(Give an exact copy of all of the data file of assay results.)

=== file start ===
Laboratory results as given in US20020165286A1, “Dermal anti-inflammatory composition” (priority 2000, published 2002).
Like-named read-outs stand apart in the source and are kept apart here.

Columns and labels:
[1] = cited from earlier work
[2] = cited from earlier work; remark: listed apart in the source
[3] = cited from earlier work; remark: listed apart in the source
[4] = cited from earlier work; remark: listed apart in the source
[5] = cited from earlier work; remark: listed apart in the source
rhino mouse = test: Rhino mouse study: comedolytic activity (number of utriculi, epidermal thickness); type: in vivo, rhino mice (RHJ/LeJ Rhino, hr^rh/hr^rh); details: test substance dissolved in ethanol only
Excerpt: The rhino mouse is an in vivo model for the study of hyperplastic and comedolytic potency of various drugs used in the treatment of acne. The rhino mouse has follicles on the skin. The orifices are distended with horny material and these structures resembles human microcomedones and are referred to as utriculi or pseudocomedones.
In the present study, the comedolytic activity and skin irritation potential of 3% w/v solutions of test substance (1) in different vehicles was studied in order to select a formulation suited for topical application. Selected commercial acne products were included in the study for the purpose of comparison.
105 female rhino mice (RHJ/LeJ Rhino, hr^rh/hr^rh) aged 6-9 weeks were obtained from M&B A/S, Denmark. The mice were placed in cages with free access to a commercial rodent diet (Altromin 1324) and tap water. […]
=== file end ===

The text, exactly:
Laboratory results as given in US20020165286A1, “Dermal anti-inflammatory composition” (priority 2000, published 2002).
Like-named read-outs stand apart in the source and are kept apart here.

Columns and labels:
[1] = cited from earlier work
[2] = cited from earlier work; remark: listed apart in the source
[3] = cited from earlier work; remark: listed apart in the source
[4] = cited from earlier work; remark: listed apart in the source
[5] = cited from earlier work; remark: listed apart in the source
rhino mouse = test: Rhino mouse study: comedolytic activity (number of utriculi, epidermal thickness); type: in vivo, rhino mice (RHJ/LeJ Rhino, hr^rh/hr^rh); details: test substance dissolved in ethanol only
Excerpt: The rhino mouse is an in vivo model for the study of hyperplastic and comedolytic potency of various drugs used in the treatment of acne. The rhino mouse has follicles on the skin. The orifices are distended with horny material and these structures resembles human microcomedones and are referred to as utriculi or pseudocomedones.
In the present study, the comedolytic activity and skin irritation potential of 3% w/v solutions of test substance (1) in different vehicles was studied in order to select a formulation suited for topical application. Selected commercial acne products were included in the study for the purpose of comparison.
105 female rhino mice (RHJ/LeJ Rhino, hr^rh/hr^rh) aged 6-9 weeks were obtained from M&B A/S, Denmark. The mice were placed in cages with free access to a commercial rodent diet (Altromin 1324) and tap water. […]